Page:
One of the key concepts behind the Alexander Technique is the idea that the way we use ourselves affects how we function. By extension, mis-use can cause malfunction. Therefore, studying the Alexander Technique becomes a study of the “Use of the Self.”
Studying the Alexander Technique involves learning a process to build awareness of, and change, long-standing habits that have led to stress, pain, vocal problems, or performing at less than our potential. We become capable of redirecting excessive effort into useful energy. We learn how to transform tension into attention, fatigue into ease and lightness. Regaining deep structural support, we experience, once again, the sheer pleasure of movement.
Who was F. M. Alexander?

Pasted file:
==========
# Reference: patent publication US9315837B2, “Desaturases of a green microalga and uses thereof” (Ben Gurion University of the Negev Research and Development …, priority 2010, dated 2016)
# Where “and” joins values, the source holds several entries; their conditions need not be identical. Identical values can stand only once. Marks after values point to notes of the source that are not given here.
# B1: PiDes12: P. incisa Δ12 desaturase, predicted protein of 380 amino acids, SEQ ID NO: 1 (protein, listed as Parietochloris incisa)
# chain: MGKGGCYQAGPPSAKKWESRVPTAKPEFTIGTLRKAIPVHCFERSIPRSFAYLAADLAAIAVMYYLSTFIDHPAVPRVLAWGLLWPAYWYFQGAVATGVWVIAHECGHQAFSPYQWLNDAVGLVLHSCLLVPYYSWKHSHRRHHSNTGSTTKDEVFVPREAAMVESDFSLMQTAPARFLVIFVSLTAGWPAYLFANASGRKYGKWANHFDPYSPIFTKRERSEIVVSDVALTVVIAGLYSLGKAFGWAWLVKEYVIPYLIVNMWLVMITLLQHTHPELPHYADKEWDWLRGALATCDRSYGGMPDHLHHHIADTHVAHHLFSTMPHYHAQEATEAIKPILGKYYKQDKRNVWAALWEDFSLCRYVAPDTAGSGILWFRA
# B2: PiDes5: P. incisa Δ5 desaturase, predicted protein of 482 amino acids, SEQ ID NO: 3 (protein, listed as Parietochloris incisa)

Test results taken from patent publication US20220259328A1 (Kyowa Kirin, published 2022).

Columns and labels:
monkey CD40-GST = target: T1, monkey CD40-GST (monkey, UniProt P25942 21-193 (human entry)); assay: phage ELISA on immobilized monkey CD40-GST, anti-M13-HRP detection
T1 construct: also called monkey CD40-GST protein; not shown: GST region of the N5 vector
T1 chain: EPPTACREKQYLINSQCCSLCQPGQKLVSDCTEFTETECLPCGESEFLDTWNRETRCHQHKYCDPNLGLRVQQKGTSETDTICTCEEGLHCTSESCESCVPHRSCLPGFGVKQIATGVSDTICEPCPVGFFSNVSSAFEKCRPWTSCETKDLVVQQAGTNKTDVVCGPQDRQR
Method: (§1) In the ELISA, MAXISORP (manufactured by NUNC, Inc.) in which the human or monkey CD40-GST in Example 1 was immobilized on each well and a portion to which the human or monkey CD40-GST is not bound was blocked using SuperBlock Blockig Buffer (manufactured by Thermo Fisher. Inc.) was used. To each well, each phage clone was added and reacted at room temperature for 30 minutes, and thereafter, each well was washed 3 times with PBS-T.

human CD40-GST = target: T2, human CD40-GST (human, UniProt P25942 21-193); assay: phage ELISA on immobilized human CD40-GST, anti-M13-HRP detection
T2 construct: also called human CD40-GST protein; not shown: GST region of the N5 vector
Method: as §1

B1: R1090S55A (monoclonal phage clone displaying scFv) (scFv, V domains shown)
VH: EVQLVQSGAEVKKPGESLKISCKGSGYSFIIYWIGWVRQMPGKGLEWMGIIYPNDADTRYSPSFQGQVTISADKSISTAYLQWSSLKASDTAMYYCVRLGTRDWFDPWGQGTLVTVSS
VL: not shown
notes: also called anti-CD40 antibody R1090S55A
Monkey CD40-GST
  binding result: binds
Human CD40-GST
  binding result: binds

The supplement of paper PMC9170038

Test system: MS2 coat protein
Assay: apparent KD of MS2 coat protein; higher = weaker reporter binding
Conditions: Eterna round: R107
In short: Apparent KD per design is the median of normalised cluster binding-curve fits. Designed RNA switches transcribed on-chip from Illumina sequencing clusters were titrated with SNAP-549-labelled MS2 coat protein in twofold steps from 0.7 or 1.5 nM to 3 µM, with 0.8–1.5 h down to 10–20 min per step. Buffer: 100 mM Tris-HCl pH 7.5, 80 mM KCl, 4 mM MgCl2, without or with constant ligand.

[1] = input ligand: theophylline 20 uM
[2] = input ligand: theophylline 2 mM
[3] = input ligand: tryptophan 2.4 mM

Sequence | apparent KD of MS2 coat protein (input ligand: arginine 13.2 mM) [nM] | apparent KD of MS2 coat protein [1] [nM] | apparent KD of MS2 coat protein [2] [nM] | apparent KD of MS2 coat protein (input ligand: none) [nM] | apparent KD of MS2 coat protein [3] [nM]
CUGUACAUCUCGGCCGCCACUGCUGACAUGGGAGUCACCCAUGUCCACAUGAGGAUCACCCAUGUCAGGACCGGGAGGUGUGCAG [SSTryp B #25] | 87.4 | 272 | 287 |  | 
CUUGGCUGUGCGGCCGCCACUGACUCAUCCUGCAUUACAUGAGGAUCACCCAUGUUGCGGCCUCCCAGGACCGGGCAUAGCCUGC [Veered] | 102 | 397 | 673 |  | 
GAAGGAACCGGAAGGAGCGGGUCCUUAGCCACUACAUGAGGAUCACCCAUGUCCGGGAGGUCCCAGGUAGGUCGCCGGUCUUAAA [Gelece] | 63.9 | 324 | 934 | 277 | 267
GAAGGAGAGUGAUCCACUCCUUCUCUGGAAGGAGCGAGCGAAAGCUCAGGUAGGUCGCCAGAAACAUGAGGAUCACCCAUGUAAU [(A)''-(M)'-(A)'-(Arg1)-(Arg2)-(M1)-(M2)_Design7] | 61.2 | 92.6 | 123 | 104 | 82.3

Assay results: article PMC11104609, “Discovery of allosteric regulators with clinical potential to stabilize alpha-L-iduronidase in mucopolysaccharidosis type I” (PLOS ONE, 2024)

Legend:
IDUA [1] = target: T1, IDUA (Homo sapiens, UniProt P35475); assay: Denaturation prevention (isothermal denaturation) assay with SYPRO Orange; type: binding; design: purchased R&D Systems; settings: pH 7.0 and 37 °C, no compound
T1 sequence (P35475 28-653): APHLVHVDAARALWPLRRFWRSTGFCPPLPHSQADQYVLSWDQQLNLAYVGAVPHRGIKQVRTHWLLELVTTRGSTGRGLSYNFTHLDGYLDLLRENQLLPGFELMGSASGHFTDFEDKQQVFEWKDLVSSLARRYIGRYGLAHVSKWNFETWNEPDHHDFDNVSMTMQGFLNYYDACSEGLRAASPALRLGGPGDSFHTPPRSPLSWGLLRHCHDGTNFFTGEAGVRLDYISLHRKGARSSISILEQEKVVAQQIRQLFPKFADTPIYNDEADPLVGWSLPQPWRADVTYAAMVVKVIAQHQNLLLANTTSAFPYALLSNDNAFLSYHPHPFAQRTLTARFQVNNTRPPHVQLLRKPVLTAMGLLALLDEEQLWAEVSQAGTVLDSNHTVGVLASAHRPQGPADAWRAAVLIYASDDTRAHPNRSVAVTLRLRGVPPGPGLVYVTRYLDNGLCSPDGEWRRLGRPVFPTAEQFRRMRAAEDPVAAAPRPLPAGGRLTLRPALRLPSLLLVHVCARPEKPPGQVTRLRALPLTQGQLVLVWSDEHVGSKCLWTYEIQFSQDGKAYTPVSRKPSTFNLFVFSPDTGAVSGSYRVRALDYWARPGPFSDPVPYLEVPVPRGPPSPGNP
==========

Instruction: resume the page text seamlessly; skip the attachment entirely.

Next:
Frederick Matthias Alexander (1869 – 1955) was a successful actor and reciter in Australia in the late 1880’s, who developed vocal difficulties at the peak of his performing career. In attempting to correct this problem, he discovered that he was misusing himself in such a way that he interfered with his body’s natural functioning. He noticed a subtle change in his posture that occurred when he began to recite, and that the relationship of the head, neck, and back directly affected his vocal abilities. After a period of patient observations, he identified and put into practice certain basic principles of coordination. Gradually, his voice problem disappeared, and his general health improved. Not only could he stand and speak without straining or tension, but there was also a new ease and fullness to his breathing. As fellow actors and audiences noticed his improved performances, they began to come to him for lessons. Alexander spent the rest of his life in England and America perfecting his Technique and teaching others to teach. Today there are Alexander teachers in practice throughout the world.